The messages shifted back and forth that way between “they” and “we.” Eventually Joe’s being their ready ear and voice made him their leader.

Joe’s shepherding fit him well. Years before he’d literally spent a summer herding sheep. Before Joe and I quit talking, he’d told me of an early Rocky Mountain snowstorm that summer that had stranded him and the sheep in a high altitude pasture.

Sudden snow had made it impossible to get the sheep down the mountain and back to his camp. As darkness descended he drew the sheep in close in a tight circle on the ground, picked his way into the center of the circle, and wiggled in to lie on the ground surrounded by warm sheep bodies, sheep breath and wet wool. Snow continued to fall through the night. Joe recited the 23rd Psalm quietly to himself and then said his “Now I lay me down to sleep,” hoping he would not actually “die before I wake.”

Next morning he woke covered with a layer of snow, but alive and well. He stood in the radiance of morning sunshine and shook off the snow as the sheep did the same.

“The one good thing about this new Prayer Book of yours,” he’d told me, “is that we’ve got ‘The Lord is my shepherd, I shall not want,’ in the words we all know.” He appreciated that the Rite I burial office included the King James Version of Psalm 23.

As Joe’s friends got angrier, and with me welcoming new strangers who volunteered for tasks and wanted to run for vestry, Joe found it harder and harder to talk to me. I called on Joe trying to talk it through. The last of those visits, when I knocked at his front door, Joe’s wife came to the door shaking her head. “He doesn’t see the point.” “You mean he won’t talk with me?” “I guess not.”

About a year later I got word of his cancer. It was probably that long since I’d seen Joe. I drove out to his place and knocked on the familiar door. This time he welcomed me himself. “I’m surprised you’d come,” he said smiling wryly. He invited me in to sit and talk and be quiet.

I watched him walk across the living room. He was hunched over with pain in his abdomen and his steps were slow and sitting down slower, but we talked, and from that day we fell into a routine of me visiting him a couple of times a week. I’d taken some risk knocking on his door. Joe took the bigger risk - he let me, the kid, the troublemaker, be his pastor. He began telling me stories again, rich stories of his life as a rancher and cattle broker, more sheep herding stories, memories of rocky desert and huge sky and mountain pastures that he loved, stories of ranching friends and homesteading farmer friends, memories of pulling over to watch a radiant red sunsets as he returned from a cattle buying expedition to a remote ranch. As he felt himself nearing death he told me stories of people he loved who had died well.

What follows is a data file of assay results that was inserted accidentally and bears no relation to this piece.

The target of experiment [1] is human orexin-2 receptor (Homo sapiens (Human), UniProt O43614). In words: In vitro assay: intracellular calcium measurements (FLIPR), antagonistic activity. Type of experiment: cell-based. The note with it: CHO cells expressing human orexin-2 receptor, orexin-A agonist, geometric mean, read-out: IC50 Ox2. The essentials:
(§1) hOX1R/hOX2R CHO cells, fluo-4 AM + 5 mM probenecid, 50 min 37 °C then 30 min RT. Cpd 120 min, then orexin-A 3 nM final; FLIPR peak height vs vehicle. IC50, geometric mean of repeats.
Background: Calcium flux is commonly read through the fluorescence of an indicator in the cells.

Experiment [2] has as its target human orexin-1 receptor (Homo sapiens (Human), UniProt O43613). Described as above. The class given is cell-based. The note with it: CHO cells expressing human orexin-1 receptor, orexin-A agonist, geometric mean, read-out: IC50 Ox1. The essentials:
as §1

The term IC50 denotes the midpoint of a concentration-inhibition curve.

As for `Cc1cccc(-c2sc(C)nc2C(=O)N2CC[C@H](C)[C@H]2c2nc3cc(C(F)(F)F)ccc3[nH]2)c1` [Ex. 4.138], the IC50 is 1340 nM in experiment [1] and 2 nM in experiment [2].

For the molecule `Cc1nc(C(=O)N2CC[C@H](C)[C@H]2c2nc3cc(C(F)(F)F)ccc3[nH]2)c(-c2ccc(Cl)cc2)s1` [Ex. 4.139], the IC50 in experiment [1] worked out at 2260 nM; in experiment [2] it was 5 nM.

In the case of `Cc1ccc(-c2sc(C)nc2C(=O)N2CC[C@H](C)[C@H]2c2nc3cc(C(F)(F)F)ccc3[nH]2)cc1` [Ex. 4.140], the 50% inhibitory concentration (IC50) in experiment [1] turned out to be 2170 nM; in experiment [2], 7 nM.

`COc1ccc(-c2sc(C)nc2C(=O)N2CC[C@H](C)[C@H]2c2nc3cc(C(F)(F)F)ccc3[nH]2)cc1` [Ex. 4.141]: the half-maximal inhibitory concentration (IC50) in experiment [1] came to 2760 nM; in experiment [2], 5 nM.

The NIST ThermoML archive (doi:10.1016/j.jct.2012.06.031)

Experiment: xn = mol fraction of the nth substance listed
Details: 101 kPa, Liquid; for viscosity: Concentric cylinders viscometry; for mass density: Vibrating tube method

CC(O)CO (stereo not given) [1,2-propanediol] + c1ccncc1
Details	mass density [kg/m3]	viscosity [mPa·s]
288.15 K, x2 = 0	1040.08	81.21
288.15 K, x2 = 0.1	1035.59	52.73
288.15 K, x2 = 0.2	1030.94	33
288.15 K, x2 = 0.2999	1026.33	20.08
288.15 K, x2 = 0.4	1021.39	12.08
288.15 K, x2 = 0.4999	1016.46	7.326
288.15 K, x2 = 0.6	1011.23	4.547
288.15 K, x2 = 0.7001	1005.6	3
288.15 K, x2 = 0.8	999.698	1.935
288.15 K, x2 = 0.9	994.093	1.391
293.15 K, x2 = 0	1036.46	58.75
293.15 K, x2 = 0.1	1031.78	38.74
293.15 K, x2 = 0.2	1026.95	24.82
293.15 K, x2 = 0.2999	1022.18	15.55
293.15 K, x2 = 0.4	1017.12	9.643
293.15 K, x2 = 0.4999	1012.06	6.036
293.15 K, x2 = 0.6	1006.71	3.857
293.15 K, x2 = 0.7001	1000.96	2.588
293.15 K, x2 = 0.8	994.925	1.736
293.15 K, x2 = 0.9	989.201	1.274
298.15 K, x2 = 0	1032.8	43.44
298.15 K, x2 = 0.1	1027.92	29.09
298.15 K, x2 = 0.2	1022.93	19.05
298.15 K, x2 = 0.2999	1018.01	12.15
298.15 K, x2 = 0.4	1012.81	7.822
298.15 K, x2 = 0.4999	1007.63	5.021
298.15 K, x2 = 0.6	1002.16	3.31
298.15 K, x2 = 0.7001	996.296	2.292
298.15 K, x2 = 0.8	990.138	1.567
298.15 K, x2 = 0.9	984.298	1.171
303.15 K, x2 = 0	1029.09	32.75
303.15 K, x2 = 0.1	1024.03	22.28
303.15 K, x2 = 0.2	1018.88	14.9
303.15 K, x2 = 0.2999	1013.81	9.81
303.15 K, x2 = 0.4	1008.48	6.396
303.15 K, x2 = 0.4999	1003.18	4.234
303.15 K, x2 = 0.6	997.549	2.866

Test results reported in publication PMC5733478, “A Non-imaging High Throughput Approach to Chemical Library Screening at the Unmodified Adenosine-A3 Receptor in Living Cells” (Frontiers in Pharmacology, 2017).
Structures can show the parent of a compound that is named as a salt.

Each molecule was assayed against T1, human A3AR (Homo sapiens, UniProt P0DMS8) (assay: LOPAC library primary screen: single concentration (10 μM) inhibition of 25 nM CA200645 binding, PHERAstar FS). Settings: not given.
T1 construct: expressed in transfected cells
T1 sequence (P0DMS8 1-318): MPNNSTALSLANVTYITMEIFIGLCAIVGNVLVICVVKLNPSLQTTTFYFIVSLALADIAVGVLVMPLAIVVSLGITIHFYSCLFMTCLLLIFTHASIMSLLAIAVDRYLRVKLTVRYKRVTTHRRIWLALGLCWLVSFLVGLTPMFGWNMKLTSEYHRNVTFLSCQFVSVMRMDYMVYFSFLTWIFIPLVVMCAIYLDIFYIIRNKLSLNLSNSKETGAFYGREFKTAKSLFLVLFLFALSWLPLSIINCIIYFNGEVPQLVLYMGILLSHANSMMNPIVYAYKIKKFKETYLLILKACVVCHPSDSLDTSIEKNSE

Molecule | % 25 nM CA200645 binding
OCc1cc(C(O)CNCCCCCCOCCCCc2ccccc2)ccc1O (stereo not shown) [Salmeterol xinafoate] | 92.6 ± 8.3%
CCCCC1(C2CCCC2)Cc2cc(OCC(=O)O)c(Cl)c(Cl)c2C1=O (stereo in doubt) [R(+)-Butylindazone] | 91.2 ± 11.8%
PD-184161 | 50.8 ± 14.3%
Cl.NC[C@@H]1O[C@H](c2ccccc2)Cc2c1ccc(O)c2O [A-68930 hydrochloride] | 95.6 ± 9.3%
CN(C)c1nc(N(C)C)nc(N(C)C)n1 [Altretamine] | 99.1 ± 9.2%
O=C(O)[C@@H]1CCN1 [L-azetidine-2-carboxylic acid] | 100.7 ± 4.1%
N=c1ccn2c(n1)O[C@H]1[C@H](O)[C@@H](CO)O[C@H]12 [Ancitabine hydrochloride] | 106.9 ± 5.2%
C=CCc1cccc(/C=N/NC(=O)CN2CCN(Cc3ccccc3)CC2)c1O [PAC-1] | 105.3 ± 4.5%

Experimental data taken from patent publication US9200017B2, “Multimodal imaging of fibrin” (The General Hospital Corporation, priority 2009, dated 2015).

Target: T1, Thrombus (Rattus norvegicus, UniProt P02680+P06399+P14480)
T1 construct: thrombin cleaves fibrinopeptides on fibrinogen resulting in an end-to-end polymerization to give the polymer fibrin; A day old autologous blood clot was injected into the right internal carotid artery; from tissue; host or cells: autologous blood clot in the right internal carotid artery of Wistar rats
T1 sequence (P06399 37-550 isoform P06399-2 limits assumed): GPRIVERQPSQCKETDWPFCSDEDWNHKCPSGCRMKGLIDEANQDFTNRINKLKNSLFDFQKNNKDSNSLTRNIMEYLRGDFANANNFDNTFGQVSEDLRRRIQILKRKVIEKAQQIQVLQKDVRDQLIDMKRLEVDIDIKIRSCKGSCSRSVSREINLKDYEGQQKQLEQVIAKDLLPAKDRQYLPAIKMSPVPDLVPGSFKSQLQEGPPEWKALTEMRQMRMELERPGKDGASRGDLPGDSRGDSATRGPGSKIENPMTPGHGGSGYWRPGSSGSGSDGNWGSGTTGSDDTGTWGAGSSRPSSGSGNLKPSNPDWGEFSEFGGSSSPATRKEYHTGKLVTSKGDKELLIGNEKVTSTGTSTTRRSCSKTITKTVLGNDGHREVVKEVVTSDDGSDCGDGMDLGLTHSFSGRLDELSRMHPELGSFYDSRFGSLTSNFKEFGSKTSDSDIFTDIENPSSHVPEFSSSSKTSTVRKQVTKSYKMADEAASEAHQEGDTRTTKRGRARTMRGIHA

Eventually his pain got too great for him to be at home, and he was getting too weak to stand or sit. We didn’t have hospice care in our town. Getting adequate pain management meant he’d die in the hospital. I visited him there daily and continued visiting after he fell into a coma. I’d take Joe’s hand and pray aloud with him and then just sit for a little while longer holding his hand. When it was time to leave I’d pat his hand again and say “good-by” out loud. It was what I’d learned in CPE not so many years before - “Talk to people in coma. Hearing seems to be the last of our senses to go.”

The day I’m remembering was my second to the last visit with Joe. Something had changed. His breathing was labored. The nurse said death was close. When I sat with Joe and took his hand, something reminded me of Joe’s story of sheep in the snowstorm. With my free hand I opened my Prayer Book to Psalm 23 and slowly and deliberately read the version he loved -

The Lord is my shepherd; I shall not want.
He maketh me to lie down in green pastures:
he leadeth me beside the still waters.

He began so quietly I’m not sure when I first noticed Joe’s voice speaking with me, his lips barely moving.